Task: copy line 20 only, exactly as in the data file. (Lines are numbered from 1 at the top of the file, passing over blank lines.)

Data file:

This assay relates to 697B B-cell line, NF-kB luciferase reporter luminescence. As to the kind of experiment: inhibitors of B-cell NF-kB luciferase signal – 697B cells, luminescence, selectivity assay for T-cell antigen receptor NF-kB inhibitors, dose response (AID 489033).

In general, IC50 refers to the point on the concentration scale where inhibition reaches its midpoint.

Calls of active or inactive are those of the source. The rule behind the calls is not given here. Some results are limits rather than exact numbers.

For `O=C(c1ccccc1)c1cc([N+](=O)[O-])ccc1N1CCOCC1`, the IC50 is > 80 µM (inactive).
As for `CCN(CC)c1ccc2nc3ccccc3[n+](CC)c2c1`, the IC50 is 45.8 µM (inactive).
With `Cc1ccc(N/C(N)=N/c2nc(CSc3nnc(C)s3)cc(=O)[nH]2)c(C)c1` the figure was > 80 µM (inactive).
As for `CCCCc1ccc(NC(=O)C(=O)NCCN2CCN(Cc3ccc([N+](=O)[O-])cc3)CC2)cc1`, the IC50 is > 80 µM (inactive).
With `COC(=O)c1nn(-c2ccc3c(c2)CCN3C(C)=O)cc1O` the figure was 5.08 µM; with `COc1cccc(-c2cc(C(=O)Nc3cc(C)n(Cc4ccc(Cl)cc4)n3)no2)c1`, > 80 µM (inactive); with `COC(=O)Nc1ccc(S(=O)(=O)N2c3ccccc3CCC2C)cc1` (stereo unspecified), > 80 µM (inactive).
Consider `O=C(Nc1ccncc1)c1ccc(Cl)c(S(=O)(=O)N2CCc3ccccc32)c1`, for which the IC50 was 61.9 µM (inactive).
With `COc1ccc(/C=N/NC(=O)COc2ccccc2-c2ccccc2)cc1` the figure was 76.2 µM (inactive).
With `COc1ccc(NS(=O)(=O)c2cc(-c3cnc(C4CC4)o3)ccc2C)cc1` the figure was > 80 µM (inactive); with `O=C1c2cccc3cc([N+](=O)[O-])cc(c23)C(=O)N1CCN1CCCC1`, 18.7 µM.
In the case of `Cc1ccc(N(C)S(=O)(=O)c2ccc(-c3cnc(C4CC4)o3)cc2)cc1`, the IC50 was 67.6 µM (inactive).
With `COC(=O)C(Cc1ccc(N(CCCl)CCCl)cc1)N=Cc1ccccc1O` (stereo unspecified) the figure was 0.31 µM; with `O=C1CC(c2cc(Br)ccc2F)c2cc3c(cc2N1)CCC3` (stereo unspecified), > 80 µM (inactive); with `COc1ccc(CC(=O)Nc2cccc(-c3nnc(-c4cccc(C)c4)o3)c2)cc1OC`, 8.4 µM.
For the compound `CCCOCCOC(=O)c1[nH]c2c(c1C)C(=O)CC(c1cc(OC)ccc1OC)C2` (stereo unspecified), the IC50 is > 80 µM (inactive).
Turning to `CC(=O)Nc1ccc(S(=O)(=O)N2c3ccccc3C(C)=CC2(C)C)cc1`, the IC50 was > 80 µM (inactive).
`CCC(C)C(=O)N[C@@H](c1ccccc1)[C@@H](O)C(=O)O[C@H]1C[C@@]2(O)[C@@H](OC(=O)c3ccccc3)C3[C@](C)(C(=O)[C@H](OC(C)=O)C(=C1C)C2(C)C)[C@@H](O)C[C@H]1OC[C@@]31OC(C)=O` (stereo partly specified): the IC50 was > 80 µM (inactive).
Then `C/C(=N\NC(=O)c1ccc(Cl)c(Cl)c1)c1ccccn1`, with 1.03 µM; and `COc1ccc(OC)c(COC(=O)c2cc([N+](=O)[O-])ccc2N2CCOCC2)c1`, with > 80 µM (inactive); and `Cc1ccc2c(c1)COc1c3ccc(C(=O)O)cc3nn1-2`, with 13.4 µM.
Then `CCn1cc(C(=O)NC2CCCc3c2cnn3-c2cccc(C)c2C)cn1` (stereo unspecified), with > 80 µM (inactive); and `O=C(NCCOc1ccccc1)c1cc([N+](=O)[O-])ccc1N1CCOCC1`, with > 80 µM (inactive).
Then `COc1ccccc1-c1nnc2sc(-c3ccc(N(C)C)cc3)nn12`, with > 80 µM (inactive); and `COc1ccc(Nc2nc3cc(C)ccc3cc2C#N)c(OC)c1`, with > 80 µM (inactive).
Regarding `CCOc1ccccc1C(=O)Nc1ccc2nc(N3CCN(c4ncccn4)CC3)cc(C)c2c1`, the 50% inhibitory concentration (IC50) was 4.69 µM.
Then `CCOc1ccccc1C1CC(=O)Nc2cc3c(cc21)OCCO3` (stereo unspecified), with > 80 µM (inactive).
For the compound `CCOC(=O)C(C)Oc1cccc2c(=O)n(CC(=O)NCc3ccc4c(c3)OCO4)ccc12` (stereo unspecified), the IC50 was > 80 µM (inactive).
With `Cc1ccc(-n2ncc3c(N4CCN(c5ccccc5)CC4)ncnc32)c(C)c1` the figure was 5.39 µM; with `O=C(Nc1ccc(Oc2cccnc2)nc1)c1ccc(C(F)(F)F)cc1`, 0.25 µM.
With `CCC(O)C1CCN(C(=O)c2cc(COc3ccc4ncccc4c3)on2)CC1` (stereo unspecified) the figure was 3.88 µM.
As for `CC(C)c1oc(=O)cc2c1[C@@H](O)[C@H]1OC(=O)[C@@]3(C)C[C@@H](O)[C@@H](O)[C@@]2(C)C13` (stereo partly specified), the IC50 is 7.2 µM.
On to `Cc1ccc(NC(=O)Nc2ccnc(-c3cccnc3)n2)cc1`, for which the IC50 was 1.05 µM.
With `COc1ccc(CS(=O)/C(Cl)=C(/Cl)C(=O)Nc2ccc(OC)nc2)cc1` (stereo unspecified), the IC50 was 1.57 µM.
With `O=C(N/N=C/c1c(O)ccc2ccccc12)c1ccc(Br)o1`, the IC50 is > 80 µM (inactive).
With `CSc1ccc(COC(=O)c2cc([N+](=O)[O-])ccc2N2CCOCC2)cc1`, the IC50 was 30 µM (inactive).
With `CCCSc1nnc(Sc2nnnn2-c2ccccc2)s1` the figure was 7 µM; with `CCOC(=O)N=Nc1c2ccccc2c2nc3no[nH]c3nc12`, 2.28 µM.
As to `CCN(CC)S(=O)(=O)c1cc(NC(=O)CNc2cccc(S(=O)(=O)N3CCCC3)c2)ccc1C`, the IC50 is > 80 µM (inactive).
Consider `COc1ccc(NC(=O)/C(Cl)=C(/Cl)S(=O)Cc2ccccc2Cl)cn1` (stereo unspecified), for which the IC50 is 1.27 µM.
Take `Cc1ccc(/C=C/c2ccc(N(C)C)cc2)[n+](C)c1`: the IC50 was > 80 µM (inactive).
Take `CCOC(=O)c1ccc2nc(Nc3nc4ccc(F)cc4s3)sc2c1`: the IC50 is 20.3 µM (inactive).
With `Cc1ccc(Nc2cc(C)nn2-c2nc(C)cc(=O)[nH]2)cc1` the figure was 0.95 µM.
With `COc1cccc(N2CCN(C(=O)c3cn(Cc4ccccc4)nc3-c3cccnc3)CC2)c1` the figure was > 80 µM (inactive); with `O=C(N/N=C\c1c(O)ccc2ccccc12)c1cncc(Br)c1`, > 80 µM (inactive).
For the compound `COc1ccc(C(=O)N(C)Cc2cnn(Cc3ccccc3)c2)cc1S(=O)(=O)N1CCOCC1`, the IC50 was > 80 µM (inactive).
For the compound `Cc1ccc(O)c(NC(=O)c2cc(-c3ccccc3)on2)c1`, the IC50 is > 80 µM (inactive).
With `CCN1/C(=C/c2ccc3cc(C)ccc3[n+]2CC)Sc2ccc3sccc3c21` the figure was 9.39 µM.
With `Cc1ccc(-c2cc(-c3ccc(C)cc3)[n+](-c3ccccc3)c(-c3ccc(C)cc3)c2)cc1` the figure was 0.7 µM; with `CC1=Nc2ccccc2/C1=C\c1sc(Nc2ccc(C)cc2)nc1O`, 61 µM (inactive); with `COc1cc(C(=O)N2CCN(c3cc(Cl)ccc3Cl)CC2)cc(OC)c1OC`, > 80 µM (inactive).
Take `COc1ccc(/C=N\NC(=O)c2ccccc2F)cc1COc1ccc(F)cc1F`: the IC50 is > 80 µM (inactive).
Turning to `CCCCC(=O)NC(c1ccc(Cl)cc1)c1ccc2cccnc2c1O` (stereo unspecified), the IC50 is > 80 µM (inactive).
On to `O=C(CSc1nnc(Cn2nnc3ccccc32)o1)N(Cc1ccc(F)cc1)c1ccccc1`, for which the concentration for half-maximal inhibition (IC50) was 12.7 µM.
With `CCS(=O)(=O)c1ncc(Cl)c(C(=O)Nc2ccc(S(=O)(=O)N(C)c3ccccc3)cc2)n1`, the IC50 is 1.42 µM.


Regarding `CCOc1ccccc1C(=O)Nc1ccc2nc(N3CCN(c4ncccn4)CC3)cc(C)c2c1`, the 50% inhibitory concentration (IC50) was 4.69 µM.